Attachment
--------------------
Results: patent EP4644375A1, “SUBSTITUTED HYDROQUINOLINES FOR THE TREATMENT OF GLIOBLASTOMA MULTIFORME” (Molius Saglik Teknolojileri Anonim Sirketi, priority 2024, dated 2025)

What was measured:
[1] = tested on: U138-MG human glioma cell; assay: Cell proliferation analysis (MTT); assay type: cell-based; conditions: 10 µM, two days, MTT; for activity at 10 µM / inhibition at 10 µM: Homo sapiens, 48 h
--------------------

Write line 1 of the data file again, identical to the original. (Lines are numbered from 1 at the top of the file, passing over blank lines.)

Results: patent EP4644375A1, “SUBSTITUTED HYDROQUINOLINES FOR THE TREATMENT OF GLIOBLASTOMA MULTIFORME” (Molius Saglik Teknolojileri Anonim Sirketi, priority 2024, dated 2025)